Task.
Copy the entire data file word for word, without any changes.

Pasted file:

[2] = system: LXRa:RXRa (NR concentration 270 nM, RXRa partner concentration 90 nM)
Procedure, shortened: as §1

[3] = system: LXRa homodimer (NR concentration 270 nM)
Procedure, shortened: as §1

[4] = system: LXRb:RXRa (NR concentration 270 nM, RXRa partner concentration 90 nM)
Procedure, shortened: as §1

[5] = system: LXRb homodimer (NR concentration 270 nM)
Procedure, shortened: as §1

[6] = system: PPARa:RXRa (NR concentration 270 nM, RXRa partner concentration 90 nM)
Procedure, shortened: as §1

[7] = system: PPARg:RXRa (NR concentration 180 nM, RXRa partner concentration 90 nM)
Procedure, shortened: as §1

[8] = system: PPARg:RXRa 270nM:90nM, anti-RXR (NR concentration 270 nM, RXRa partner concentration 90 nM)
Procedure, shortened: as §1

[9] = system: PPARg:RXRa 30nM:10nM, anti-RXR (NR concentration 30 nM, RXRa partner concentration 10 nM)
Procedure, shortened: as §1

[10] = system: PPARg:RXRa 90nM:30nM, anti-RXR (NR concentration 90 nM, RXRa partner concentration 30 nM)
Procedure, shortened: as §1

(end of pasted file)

[2] = system: LXRa:RXRa (NR concentration 270 nM, RXRa partner concentration 90 nM)
Procedure, shortened: as §1

[3] = system: LXRa homodimer (NR concentration 270 nM)
Procedure, shortened: as §1

[4] = system: LXRb:RXRa (NR concentration 270 nM, RXRa partner concentration 90 nM)
Procedure, shortened: as §1

[5] = system: LXRb homodimer (NR concentration 270 nM)
Procedure, shortened: as §1

[6] = system: PPARa:RXRa (NR concentration 270 nM, RXRa partner concentration 90 nM)
Procedure, shortened: as §1

[7] = system: PPARg:RXRa (NR concentration 180 nM, RXRa partner concentration 90 nM)
Procedure, shortened: as §1

[8] = system: PPARg:RXRa 270nM:90nM, anti-RXR (NR concentration 270 nM, RXRa partner concentration 90 nM)
Procedure, shortened: as §1

[9] = system: PPARg:RXRa 30nM:10nM, anti-RXR (NR concentration 30 nM, RXRa partner concentration 10 nM)
Procedure, shortened: as §1

[10] = system: PPARg:RXRa 90nM:30nM, anti-RXR (NR concentration 90 nM, RXRa partner concentration 30 nM)
Procedure, shortened: as §1